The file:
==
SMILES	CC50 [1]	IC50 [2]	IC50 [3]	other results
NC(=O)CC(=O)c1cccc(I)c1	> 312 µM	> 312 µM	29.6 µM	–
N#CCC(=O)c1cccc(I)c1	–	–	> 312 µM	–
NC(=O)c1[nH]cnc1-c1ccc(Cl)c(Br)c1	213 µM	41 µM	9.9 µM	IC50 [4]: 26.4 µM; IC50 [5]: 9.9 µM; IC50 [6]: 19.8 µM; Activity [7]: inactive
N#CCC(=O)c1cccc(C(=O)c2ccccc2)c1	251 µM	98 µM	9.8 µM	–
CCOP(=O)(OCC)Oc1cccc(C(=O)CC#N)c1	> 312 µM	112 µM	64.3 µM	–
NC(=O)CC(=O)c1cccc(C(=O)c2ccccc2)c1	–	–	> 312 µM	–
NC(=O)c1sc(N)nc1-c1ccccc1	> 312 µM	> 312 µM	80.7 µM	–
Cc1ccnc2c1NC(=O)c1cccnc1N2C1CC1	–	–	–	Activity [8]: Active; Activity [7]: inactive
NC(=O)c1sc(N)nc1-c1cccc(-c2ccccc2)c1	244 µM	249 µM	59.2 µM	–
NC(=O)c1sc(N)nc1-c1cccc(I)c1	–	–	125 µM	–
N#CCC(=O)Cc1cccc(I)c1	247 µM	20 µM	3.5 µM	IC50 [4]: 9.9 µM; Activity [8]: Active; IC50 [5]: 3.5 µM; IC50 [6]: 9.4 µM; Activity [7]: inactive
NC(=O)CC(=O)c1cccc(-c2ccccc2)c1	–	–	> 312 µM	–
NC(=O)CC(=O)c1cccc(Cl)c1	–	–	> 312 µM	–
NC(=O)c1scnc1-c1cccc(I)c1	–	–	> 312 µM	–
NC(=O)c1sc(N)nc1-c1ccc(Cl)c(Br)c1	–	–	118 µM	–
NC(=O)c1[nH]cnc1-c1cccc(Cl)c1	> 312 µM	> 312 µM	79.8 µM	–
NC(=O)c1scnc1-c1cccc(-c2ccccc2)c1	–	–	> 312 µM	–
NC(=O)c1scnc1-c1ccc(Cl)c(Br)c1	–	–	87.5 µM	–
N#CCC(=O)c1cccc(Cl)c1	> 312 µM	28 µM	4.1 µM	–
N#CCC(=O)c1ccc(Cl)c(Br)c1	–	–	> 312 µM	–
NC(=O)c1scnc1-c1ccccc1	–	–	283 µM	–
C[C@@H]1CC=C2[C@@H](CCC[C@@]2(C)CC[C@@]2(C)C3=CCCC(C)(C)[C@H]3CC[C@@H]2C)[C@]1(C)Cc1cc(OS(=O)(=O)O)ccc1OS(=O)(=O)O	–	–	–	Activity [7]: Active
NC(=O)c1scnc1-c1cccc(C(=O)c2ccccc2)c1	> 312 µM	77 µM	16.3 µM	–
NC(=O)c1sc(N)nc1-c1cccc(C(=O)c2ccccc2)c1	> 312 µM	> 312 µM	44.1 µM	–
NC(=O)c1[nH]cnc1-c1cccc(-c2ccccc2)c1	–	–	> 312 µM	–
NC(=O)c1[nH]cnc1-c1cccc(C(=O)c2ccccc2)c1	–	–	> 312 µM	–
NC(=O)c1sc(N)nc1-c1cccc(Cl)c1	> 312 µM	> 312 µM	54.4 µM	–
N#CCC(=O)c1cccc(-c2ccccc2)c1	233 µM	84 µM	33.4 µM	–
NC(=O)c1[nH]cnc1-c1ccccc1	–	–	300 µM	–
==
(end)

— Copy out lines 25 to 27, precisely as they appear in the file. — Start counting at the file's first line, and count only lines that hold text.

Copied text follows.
NC(=O)c1sc(N)nc1-c1cccc(C(=O)c2ccccc2)c1	> 312 µM	> 312 µM	44.1 µM	–
NC(=O)c1[nH]cnc1-c1cccc(-c2ccccc2)c1	–	–	> 312 µM	–
NC(=O)c1[nH]cnc1-c1cccc(C(=O)c2ccccc2)c1	–	–	> 312 µM	–